Date of this Version
In: Simple Heuristics in a Social World, ed. Ralph Hertwig, Ulrich Hoffrage, and the ABC Research Group. Oxford University Press, 2013.
Darwin (1871) boldly claimed that humans and other animals differ very little in their cognition; a statement that has raised the ire of many scientists (Bolhuis & Wynne, 2009; Penn, Holyoak, & Povinelli, 2008). Rather than stating this continuity as a fact, we will explore the similarities and differences between humans and animals in the social rationality of their decision making. We find this a fruitful exercise because it can profit researchers of both humans and animals. Our purpose here is to provide an evolutionary background of social rationality: Why do animals attend to the lives of others? To this end, we begin by introducing the importance of social situations for the evolution of behavior. We then take a more process-based approach to social decision making by reviewing, first, the use of simple decision mechanisms such as heuristics or "rules of thumb" by animals; second, the requisite capacities and abilities needed for socially rational behavior; and, third, the influence of the environment (social and otherwise) on these decision mechanisms. Each of these topics could yield a chapter (or book) of its own, so instead of a thorough overview, we provide a brief introduction of animal social rationality and a few key examples of the roles of heuristics, cognitive capacities, and the environment.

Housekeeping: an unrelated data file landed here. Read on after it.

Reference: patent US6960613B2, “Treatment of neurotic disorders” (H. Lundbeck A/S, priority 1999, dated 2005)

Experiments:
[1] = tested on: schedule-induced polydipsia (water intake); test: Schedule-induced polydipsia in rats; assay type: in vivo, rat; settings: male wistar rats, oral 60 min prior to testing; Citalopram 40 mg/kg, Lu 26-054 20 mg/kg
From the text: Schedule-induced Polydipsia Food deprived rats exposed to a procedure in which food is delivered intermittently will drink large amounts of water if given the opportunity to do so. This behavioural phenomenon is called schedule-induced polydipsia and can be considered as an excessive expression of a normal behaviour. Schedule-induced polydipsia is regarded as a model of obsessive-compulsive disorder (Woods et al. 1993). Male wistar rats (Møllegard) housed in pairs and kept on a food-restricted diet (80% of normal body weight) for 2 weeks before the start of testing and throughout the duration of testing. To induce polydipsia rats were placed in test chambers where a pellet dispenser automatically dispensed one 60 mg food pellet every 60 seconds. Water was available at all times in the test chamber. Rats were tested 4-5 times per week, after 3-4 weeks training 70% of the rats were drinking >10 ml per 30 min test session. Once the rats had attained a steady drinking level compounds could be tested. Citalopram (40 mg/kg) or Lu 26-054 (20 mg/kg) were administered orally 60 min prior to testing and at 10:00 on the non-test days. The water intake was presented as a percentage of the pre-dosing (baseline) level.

Animal Sciences Commons, Animal Studies Commons, Applied Behavior Analysis Commons, Behavior and Ethology Commons, Biological Psychology Commons, Cognition and Perception Commons, Cognitive Psychology Commons, Communication Commons, Evolution Commons, Other Ecology and Evolutionary Biology Commons, Other Psychology Commons